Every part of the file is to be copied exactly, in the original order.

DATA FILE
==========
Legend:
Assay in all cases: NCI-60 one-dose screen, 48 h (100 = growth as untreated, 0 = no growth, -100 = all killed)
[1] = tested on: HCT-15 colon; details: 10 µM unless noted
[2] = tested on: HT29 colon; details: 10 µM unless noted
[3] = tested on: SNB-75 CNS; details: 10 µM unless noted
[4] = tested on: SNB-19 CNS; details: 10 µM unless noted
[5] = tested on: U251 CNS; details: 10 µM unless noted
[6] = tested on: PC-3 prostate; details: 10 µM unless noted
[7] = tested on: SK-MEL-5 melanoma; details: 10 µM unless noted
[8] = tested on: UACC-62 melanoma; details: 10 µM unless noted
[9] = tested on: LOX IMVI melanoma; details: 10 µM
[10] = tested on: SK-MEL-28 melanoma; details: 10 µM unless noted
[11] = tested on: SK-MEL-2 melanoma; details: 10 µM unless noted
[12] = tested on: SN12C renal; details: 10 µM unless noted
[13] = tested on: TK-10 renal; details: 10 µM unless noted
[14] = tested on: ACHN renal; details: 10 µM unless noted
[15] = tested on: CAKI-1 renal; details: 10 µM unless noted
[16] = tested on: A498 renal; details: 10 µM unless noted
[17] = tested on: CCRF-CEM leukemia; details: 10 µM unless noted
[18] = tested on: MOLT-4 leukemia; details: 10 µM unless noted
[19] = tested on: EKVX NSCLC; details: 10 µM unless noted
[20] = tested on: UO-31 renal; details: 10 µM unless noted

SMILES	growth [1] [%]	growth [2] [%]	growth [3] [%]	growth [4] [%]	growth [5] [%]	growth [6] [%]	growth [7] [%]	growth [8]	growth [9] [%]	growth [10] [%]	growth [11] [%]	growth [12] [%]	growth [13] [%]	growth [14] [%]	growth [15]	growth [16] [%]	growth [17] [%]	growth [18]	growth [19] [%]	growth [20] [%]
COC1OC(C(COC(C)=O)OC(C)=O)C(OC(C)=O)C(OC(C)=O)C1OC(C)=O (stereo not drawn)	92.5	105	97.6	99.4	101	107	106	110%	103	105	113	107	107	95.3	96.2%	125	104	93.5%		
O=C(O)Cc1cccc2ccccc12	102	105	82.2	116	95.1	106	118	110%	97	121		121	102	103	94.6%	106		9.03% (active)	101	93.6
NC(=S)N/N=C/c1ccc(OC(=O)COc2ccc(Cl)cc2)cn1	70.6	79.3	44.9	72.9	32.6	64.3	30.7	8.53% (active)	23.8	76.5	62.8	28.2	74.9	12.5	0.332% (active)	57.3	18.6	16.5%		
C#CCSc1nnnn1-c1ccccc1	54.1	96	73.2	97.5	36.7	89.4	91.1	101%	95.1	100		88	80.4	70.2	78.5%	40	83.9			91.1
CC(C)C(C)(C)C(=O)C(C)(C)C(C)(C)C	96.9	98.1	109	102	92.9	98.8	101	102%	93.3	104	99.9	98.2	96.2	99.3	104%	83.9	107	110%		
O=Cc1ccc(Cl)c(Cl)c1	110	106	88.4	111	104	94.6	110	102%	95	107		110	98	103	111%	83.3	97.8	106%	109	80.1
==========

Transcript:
Legend:
Assay in all cases: NCI-60 one-dose screen, 48 h (100 = growth as untreated, 0 = no growth, -100 = all killed)
[1] = tested on: HCT-15 colon; details: 10 µM unless noted
[2] = tested on: HT29 colon; details: 10 µM unless noted
[3] = tested on: SNB-75 CNS; details: 10 µM unless noted
[4] = tested on: SNB-19 CNS; details: 10 µM unless noted
[5] = tested on: U251 CNS; details: 10 µM unless noted
[6] = tested on: PC-3 prostate; details: 10 µM unless noted
[7] = tested on: SK-MEL-5 melanoma; details: 10 µM unless noted
[8] = tested on: UACC-62 melanoma; details: 10 µM unless noted
[9] = tested on: LOX IMVI melanoma; details: 10 µM
[10] = tested on: SK-MEL-28 melanoma; details: 10 µM unless noted
[11] = tested on: SK-MEL-2 melanoma; details: 10 µM unless noted
[12] = tested on: SN12C renal; details: 10 µM unless noted
[13] = tested on: TK-10 renal; details: 10 µM unless noted
[14] = tested on: ACHN renal; details: 10 µM unless noted
[15] = tested on: CAKI-1 renal; details: 10 µM unless noted
[16] = tested on: A498 renal; details: 10 µM unless noted
[17] = tested on: CCRF-CEM leukemia; details: 10 µM unless noted
[18] = tested on: MOLT-4 leukemia; details: 10 µM unless noted
[19] = tested on: EKVX NSCLC; details: 10 µM unless noted
[20] = tested on: UO-31 renal; details: 10 µM unless noted

SMILES	growth [1] [%]	growth [2] [%]	growth [3] [%]	growth [4] [%]	growth [5] [%]	growth [6] [%]	growth [7] [%]	growth [8]	growth [9] [%]	growth [10] [%]	growth [11] [%]	growth [12] [%]	growth [13] [%]	growth [14] [%]	growth [15]	growth [16] [%]	growth [17] [%]	growth [18]	growth [19] [%]	growth [20] [%]
COC1OC(C(COC(C)=O)OC(C)=O)C(OC(C)=O)C(OC(C)=O)C1OC(C)=O (stereo not drawn)	92.5	105	97.6	99.4	101	107	106	110%	103	105	113	107	107	95.3	96.2%	125	104	93.5%		
O=C(O)Cc1cccc2ccccc12	102	105	82.2	116	95.1	106	118	110%	97	121		121	102	103	94.6%	106		9.03% (active)	101	93.6
NC(=S)N/N=C/c1ccc(OC(=O)COc2ccc(Cl)cc2)cn1	70.6	79.3	44.9	72.9	32.6	64.3	30.7	8.53% (active)	23.8	76.5	62.8	28.2	74.9	12.5	0.332% (active)	57.3	18.6	16.5%		
C#CCSc1nnnn1-c1ccccc1	54.1	96	73.2	97.5	36.7	89.4	91.1	101%	95.1	100		88	80.4	70.2	78.5%	40	83.9			91.1
CC(C)C(C)(C)C(=O)C(C)(C)C(C)(C)C	96.9	98.1	109	102	92.9	98.8	101	102%	93.3	104	99.9	98.2	96.2	99.3	104%	83.9	107	110%		
O=Cc1ccc(Cl)c(Cl)c1	110	106	88.4	111	104	94.6	110	102%	95	107		110	98	103	111%	83.3	97.8	106%	109	80.1